Whether you’re searing the perfect crust on a hull roast or brazing a copper pipe faucet in a bathroom remodel, a butane torch is an essential tool you have at your disposal. A butane burner creates a flame that can reach a maximum temperature of around 2,500 degrees Fahrenheit. These high temperatures – along with butane’s long flames that can grow up to 6 inches long – make these torches capable of melting and soldering metals such as copper and silver. Despite their ability to create a powerful flame, butane burners are relatively small and easy to use. They usually weigh less than 2 pounds and are only about 10 inches long.
If you’re looking for one of these handy tools, read on to learn what features to think about when buying a tool. And don’t miss this list of the best butane burners out there.
- BEST OVERALL: Dremel Versa Flame Butane Torch
- BEST VALUE: iRainy butane torch
- BEST MICRO TORCH: Blazer Self-igniting butane micro-torch
What to consider when choosing the best butane torch?
There are several factors to consider when purchasing a butane burner, including the intended use of the tool, its fuel capacity, the type of ignition, and its safety features.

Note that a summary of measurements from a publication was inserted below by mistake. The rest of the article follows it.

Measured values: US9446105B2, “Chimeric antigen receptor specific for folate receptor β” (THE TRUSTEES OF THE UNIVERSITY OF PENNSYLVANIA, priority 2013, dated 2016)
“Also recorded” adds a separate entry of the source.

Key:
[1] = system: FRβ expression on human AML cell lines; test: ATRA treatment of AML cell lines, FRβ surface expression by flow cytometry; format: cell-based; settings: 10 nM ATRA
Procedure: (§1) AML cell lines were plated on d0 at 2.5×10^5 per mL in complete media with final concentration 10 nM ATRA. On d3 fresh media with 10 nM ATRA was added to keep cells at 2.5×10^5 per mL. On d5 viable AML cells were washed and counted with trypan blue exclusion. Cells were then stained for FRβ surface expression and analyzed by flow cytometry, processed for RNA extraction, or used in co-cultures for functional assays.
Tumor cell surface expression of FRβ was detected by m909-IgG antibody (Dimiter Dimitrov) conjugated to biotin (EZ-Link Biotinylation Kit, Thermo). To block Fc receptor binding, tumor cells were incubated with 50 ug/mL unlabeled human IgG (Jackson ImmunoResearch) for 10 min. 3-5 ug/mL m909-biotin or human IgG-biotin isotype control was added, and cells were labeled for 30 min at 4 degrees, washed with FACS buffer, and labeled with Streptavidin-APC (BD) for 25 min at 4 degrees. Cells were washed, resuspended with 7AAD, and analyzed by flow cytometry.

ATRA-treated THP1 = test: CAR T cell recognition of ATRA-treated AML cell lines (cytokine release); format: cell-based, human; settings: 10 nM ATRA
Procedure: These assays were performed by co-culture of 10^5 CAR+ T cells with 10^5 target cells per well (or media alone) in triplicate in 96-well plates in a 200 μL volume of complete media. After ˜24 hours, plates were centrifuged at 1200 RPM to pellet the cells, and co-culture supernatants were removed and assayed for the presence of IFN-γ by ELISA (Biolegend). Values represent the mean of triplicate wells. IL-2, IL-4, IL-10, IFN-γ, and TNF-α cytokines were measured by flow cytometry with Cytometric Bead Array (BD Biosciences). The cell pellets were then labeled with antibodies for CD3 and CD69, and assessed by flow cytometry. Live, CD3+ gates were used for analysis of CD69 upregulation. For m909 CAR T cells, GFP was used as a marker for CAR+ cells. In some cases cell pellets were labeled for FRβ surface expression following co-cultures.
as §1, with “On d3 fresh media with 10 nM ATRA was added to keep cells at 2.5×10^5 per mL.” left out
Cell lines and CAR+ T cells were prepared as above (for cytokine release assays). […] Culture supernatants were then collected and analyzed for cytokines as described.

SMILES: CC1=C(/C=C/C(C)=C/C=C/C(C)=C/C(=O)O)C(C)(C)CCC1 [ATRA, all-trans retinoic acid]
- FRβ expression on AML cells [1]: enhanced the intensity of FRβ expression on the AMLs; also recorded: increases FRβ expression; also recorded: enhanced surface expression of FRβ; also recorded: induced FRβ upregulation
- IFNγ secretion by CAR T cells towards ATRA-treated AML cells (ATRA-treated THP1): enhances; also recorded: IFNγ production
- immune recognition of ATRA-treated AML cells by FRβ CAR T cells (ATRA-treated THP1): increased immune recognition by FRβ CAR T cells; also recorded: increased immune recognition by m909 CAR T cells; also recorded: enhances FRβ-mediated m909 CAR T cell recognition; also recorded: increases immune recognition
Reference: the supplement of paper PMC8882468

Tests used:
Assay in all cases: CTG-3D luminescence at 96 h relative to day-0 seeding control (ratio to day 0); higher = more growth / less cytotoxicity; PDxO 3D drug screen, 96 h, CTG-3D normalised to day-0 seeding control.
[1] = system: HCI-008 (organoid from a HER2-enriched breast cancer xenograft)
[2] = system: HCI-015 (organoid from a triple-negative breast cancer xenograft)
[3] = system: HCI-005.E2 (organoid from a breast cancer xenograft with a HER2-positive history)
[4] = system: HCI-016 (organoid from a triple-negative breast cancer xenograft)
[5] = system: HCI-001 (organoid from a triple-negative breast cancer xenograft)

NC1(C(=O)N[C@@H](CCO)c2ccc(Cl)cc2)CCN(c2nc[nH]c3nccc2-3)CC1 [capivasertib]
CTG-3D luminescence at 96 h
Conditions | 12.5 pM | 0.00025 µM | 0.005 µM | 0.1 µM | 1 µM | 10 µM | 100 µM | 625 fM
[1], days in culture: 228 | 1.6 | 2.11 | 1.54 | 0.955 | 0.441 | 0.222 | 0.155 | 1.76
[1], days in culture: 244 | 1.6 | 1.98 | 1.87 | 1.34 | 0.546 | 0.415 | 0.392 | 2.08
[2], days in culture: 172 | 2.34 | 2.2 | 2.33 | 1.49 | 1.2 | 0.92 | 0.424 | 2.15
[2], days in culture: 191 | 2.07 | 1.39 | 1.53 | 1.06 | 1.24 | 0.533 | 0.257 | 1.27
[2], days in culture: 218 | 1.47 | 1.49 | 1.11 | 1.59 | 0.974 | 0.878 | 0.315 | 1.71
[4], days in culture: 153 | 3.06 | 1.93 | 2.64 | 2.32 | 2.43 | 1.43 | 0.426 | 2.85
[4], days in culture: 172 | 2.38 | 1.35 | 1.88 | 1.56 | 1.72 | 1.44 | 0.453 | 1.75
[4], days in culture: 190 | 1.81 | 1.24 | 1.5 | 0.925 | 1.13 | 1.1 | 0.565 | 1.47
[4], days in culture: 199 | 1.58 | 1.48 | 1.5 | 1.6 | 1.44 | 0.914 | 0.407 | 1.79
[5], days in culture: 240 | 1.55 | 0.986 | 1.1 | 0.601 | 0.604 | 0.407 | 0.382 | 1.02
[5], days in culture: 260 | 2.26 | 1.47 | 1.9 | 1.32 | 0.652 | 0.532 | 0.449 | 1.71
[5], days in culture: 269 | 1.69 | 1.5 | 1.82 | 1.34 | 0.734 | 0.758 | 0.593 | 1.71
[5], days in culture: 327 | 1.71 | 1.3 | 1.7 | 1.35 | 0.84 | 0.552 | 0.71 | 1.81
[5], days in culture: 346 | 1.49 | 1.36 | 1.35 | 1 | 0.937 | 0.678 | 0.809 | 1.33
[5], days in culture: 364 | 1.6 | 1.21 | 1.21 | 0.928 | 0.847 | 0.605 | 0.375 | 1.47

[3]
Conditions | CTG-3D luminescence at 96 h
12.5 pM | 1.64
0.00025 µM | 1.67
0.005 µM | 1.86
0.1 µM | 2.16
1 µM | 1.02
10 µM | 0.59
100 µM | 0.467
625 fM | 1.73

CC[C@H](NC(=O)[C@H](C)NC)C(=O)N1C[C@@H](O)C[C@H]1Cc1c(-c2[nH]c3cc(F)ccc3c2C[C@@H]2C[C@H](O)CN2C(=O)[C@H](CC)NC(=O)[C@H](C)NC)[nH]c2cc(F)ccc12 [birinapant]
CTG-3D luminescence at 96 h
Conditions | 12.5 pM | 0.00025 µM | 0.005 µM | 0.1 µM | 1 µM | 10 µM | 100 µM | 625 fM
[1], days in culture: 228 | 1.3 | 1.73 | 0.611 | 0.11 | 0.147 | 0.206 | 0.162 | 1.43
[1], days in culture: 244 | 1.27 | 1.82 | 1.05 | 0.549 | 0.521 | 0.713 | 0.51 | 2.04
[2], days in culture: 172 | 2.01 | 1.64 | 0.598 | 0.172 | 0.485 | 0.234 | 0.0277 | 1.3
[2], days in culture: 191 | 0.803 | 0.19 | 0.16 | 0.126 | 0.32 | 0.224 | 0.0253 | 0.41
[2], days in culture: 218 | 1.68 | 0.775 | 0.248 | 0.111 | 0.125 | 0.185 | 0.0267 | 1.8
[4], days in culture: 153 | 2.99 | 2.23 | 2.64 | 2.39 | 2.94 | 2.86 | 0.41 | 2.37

A butane burner has a surprisingly diverse range of uses. For example, butane torches can be used for large plumbing jobs such as welding connections for copper water pipes. In this process, solder is melted on pipe joints at high temperatures to join the pipes together. This type of butane torch can reach temperatures of up to 2,500 degrees Fahrenheit.
They are also useful in the kitchen. Smaller, less powerful butane torches can make the perfect hard, caramelized shell on a crème brûlée or sear the crust of a roasted meat to a deep brown. A kitchen butane flashlight typically reaches temperatures of around 1,500 degrees Fahrenheit.
The materials used to build butane burners differ in quality. High-performance burners have durable cast aluminum bodies with brass nozzles, and some high-end burners can produce multiple flames. Lighter kitchen models also use brass nozzles, but have a metal and plastic construction in the handle and housing.
Butane burners are either manual or automatic start. Butane burners with automatic start can be lit and extinguished at the push of a button. Manual butane torches are cheaper but more cumbersome to use. Manual ignition requires the user to open a valve to vent the butane gas through the nozzle while using a flint starter to ignite the burner. Then close the valve to turn off the burner.
Most butane burners have a round button behind the burner head that allows the user to adjust the flame size. Turning the knob to the left opens the valve and releases more gas into the nozzle. Turning the button to the right closes the valve. A flame adjustment knob is critical to the performance of the burner as the flame length required will vary depending on the soldering or soldering job. Use a longer flame for soldering and a shorter flame for detailed jewelry work. A quality torch flame should be between half an inch and 5 inches long without stuttering or extinguishing.